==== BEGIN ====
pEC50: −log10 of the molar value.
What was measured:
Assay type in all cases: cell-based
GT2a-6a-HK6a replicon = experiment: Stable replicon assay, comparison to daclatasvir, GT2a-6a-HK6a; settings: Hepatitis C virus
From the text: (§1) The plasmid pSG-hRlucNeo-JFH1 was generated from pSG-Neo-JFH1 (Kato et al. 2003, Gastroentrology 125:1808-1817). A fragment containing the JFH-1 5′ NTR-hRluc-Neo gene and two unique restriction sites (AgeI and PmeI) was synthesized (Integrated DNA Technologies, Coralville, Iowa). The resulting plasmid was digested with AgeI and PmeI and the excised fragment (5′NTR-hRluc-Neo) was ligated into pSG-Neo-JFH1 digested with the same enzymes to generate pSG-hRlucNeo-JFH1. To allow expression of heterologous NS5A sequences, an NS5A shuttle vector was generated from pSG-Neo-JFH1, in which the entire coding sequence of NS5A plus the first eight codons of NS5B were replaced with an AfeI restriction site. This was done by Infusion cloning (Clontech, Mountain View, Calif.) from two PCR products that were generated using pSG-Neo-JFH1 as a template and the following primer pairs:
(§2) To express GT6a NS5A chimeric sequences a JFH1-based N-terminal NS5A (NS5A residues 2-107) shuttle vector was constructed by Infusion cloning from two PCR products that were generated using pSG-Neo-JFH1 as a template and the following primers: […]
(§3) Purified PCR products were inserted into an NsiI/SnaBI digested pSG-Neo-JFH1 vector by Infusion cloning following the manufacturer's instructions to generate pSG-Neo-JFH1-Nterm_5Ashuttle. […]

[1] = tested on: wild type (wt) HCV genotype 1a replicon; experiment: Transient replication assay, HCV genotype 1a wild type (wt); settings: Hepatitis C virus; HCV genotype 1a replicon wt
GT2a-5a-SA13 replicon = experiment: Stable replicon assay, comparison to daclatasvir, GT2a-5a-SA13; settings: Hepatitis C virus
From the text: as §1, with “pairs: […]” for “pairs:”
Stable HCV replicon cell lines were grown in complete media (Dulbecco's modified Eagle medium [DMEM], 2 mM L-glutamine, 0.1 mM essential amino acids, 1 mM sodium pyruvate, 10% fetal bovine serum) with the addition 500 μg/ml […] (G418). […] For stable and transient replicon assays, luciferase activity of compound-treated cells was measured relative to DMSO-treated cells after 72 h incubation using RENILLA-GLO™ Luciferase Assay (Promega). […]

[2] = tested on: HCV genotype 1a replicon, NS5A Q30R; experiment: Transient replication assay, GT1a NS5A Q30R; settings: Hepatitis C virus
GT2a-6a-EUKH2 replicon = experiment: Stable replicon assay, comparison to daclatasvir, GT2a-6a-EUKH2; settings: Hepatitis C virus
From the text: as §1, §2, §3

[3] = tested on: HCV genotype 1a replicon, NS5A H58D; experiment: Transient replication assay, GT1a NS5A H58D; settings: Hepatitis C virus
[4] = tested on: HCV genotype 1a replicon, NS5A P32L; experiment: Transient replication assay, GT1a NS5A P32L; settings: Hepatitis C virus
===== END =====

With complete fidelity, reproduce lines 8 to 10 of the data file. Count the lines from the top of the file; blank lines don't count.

[1] = tested on: wild type (wt) HCV genotype 1a replicon; experiment: Transient replication assay, HCV genotype 1a wild type (wt); settings: Hepatitis C virus; HCV genotype 1a replicon wt
GT2a-5a-SA13 replicon = experiment: Stable replicon assay, comparison to daclatasvir, GT2a-5a-SA13; settings: Hepatitis C virus
From the text: as §1, with “pairs: […]” for “pairs:”